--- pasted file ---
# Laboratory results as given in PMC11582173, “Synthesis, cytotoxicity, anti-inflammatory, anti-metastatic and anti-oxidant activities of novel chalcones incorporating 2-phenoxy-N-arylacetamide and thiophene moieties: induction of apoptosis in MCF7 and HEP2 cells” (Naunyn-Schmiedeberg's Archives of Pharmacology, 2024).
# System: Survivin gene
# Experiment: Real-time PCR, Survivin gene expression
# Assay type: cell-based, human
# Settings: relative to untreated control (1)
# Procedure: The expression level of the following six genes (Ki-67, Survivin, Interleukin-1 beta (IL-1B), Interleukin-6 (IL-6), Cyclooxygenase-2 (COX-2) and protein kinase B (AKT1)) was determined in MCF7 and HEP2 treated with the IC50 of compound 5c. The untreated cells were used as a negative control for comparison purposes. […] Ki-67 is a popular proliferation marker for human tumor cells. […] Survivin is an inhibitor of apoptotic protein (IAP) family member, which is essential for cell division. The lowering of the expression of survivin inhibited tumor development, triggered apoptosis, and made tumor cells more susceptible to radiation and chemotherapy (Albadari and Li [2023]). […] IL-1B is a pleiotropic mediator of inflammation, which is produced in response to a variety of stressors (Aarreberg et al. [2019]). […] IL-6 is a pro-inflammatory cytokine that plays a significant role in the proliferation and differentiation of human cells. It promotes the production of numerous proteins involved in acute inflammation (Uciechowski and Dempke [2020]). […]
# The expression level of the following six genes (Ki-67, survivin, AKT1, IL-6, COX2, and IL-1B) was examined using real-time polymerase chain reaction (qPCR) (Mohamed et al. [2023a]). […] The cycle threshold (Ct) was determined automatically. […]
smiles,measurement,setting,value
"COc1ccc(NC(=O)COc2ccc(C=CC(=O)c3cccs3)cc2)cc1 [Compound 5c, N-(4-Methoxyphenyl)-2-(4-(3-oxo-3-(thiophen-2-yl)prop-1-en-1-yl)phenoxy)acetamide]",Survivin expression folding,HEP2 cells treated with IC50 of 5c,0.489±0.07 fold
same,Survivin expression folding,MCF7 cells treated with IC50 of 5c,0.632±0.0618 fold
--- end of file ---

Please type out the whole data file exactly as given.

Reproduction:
# Laboratory results as given in PMC11582173, “Synthesis, cytotoxicity, anti-inflammatory, anti-metastatic and anti-oxidant activities of novel chalcones incorporating 2-phenoxy-N-arylacetamide and thiophene moieties: induction of apoptosis in MCF7 and HEP2 cells” (Naunyn-Schmiedeberg's Archives of Pharmacology, 2024).
# System: Survivin gene
# Experiment: Real-time PCR, Survivin gene expression
# Assay type: cell-based, human
# Settings: relative to untreated control (1)
# Procedure: The expression level of the following six genes (Ki-67, Survivin, Interleukin-1 beta (IL-1B), Interleukin-6 (IL-6), Cyclooxygenase-2 (COX-2) and protein kinase B (AKT1)) was determined in MCF7 and HEP2 treated with the IC50 of compound 5c. The untreated cells were used as a negative control for comparison purposes. […] Ki-67 is a popular proliferation marker for human tumor cells. […] Survivin is an inhibitor of apoptotic protein (IAP) family member, which is essential for cell division. The lowering of the expression of survivin inhibited tumor development, triggered apoptosis, and made tumor cells more susceptible to radiation and chemotherapy (Albadari and Li [2023]). […] IL-1B is a pleiotropic mediator of inflammation, which is produced in response to a variety of stressors (Aarreberg et al. [2019]). […] IL-6 is a pro-inflammatory cytokine that plays a significant role in the proliferation and differentiation of human cells. It promotes the production of numerous proteins involved in acute inflammation (Uciechowski and Dempke [2020]). […]
# The expression level of the following six genes (Ki-67, survivin, AKT1, IL-6, COX2, and IL-1B) was examined using real-time polymerase chain reaction (qPCR) (Mohamed et al. [2023a]). […] The cycle threshold (Ct) was determined automatically. […]
smiles,measurement,setting,value
"COc1ccc(NC(=O)COc2ccc(C=CC(=O)c3cccs3)cc2)cc1 [Compound 5c, N-(4-Methoxyphenyl)-2-(4-(3-oxo-3-(thiophen-2-yl)prop-1-en-1-yl)phenoxy)acetamide]",Survivin expression folding,HEP2 cells treated with IC50 of 5c,0.489±0.07 fold
same,Survivin expression folding,MCF7 cells treated with IC50 of 5c,0.632±0.0618 fold